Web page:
Alaska Judge Approves Trump’s Oil Drilling Plan for Arctic Refuge
Did we save the Arctic refuge? It's been a harrowing battle to save the natural lands, conservation efforts still haven't been completely successful.
The battle over Alaska's Arctic National Wildlife Refuge has been a harrowing one — in August 2020, the Trump administration approved a full gas and oil drilling plan that would make 1.5 million acres of the preserved natural lands available to drilling, in order to boost the economy and bring jobs to local people. That wouldn't upstage the fact, however, that doing so would harm the native Gwich’in people and hundreds of species of animals that call the refuge home.
Tremendous pushback from local residents, climate activists, and major organizations such as the Natural Resources Defense Council (NRDC), however, led us to believe the Trump administration wouldn't be moving forward with the plan. So, did we save the Arctic refuge? Keep reading for more about the ongoing battle to save the gorgeous natural lands up north.
Did we save the Arctic refuge?
At the end of 2020, oil and gas companies nationwide submitted their bids to secure leasing rights over the Arctic refuge's coastal plain for oil and gas drilling, according to EcoWatch. And although it's unclear which energy companies — if any — ultimately sent in a bid, the Trump administration was officially greenlit to start selling the leasing rights as of Wednesday, Jan. 6, despite ongoing legal battles.
U.S. District Court Judge Sharon Gleason decided that despite the ongoing controversy, which still has not been resolved in court, the sales can still move forward. Conservation organizations are still aggressively fighting against these actions in court, however, and many hope that once President-elect Joe Biden takes office, he will reinstate protection over the refuge, which he promised as part of his climate initiative.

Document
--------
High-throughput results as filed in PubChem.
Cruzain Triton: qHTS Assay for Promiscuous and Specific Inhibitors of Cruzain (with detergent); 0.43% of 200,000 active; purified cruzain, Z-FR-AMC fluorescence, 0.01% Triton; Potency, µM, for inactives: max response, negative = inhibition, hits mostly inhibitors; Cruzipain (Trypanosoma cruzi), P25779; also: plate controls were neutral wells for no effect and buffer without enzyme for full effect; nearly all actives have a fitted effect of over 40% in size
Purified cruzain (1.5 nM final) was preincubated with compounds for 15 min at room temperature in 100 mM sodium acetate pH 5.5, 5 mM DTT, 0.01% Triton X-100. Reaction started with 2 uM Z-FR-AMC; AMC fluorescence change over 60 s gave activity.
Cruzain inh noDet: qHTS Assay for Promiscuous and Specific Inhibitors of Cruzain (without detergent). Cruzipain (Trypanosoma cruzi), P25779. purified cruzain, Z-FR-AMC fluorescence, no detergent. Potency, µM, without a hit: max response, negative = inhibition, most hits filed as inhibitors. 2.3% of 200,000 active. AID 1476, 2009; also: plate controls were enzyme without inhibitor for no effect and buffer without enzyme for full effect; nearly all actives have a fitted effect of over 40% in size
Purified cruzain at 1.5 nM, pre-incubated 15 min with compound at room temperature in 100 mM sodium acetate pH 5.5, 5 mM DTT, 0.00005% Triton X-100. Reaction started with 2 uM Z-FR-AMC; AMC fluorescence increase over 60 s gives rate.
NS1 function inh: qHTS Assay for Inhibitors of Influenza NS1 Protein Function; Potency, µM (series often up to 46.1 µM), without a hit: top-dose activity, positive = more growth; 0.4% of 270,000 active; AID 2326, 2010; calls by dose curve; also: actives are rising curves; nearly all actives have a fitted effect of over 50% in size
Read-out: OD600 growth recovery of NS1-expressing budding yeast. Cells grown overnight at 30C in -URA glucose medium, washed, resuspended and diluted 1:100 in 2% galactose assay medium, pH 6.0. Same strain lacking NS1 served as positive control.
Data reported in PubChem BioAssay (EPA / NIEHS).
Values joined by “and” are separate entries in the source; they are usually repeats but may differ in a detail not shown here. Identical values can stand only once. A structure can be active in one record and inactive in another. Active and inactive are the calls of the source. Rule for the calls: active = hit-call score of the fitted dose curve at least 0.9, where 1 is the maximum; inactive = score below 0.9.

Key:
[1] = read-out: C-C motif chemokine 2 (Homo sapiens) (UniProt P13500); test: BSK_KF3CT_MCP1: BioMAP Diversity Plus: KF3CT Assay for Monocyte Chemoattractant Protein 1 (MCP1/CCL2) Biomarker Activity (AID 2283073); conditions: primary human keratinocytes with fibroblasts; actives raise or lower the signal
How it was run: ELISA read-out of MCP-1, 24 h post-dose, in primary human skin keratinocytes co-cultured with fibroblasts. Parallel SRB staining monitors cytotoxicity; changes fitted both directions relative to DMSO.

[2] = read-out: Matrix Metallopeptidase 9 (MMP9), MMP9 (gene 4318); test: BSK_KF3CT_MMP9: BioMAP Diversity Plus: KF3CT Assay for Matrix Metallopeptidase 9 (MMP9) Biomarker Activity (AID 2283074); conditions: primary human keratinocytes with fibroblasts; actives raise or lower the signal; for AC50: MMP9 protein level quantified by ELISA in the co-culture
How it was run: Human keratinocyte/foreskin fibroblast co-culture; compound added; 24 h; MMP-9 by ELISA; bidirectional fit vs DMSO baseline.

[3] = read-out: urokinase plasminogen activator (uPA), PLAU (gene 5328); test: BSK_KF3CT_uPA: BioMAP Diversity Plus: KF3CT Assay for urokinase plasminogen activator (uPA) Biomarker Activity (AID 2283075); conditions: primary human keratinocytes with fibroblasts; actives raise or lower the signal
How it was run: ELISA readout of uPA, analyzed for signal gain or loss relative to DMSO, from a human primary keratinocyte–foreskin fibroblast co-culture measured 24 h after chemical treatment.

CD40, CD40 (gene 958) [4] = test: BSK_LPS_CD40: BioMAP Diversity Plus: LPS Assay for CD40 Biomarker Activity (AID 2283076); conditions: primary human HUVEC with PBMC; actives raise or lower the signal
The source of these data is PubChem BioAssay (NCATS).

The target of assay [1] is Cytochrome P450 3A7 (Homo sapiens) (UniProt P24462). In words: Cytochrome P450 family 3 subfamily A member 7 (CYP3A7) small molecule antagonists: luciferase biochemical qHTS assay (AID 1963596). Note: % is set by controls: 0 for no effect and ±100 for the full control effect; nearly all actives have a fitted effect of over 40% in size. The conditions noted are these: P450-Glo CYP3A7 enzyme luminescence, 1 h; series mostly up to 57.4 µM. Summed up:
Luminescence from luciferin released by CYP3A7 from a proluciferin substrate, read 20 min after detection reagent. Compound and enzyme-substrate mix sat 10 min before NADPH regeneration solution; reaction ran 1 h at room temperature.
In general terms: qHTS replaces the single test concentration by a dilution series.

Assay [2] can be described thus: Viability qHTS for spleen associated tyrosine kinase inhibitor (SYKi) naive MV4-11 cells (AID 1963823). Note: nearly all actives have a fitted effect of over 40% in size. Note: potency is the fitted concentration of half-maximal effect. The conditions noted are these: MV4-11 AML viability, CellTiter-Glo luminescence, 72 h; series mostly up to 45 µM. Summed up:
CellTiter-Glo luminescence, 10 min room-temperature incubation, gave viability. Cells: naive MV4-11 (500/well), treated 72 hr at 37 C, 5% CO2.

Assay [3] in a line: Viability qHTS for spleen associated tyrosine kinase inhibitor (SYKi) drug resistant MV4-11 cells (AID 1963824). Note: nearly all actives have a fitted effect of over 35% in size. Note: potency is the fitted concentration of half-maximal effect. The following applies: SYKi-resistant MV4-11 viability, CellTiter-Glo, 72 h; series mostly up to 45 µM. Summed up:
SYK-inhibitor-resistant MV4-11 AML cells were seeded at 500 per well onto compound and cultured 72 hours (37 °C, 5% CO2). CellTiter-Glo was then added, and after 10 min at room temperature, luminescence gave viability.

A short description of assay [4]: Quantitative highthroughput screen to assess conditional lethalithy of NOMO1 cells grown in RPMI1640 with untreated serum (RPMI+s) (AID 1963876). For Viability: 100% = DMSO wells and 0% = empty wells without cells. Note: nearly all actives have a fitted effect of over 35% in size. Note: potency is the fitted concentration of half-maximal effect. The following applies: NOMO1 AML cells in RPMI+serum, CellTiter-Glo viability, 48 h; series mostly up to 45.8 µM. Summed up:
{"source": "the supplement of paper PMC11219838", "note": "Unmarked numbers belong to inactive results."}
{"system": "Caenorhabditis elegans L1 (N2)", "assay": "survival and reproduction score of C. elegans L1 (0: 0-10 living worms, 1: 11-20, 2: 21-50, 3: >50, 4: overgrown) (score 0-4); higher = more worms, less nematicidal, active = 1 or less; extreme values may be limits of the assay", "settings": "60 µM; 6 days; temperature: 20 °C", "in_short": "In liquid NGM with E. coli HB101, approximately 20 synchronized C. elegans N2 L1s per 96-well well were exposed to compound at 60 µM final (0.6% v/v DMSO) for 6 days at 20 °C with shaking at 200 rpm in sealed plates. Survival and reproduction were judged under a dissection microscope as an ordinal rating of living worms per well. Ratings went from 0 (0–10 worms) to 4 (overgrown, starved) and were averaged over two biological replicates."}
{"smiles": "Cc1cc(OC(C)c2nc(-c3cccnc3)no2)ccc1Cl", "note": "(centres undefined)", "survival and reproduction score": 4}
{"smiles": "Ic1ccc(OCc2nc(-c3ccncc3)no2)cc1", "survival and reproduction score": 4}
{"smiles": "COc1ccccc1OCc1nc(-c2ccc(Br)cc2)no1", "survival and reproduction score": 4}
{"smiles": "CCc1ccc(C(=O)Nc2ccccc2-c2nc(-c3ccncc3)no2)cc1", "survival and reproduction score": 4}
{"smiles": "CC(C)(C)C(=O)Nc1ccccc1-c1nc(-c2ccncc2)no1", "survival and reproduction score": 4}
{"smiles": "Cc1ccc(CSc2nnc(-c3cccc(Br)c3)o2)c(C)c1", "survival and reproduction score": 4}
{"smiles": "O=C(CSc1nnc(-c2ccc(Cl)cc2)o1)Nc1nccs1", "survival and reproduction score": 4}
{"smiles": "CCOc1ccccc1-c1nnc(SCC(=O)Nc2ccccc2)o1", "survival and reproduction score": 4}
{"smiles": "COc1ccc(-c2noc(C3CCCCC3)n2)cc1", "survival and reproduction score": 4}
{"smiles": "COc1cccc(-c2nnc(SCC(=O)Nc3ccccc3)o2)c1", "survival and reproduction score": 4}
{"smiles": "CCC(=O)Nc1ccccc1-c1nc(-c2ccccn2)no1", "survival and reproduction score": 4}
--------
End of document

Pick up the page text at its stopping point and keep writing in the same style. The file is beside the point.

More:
However, conservationists have no plan to back down.
“Today’s ruling is disappointing but does nothing to change the strength of our lawsuit or our resolve,” Bernadette Demientieff, executive director of the Gwich’in Steering Committee, said in an email, as per Bloomberg. “We will fight to protect the lands that nourish the Porcupine caribou herd and our people, no matter how long it takes or where it takes us.”
Why is it so important to protect the Arctic refuge?
As previously mentioned, the Arctic refuge is home to hundreds of mammal, marine life, bird, and plant species. It's also considered to be the sacred homeland to the native indigenous Gwich’in people, who refer to the coastal plain as "the Sacred Place Where Life Begins." Together, they have been fighting these efforts since 1988, when they formed the Gwich’in Steering Committee in solidarity against drilling in the area.
“We come from some of the strongest people that ever walked this earth. They survived some of the coldest, harshest winters so that we can be here,” Demientieff said in an AM radio segment last week, as per The Guardian. “I feel like this is my responsibility as a Gwich’in, to protect the caribou.”
The battle to save and further preserve the Arctic refuge is nowhere near over, but hopefully, activists continue fighting for the cause, and Biden sticks to his word in regards to protecting the land so many people and wildlife call home.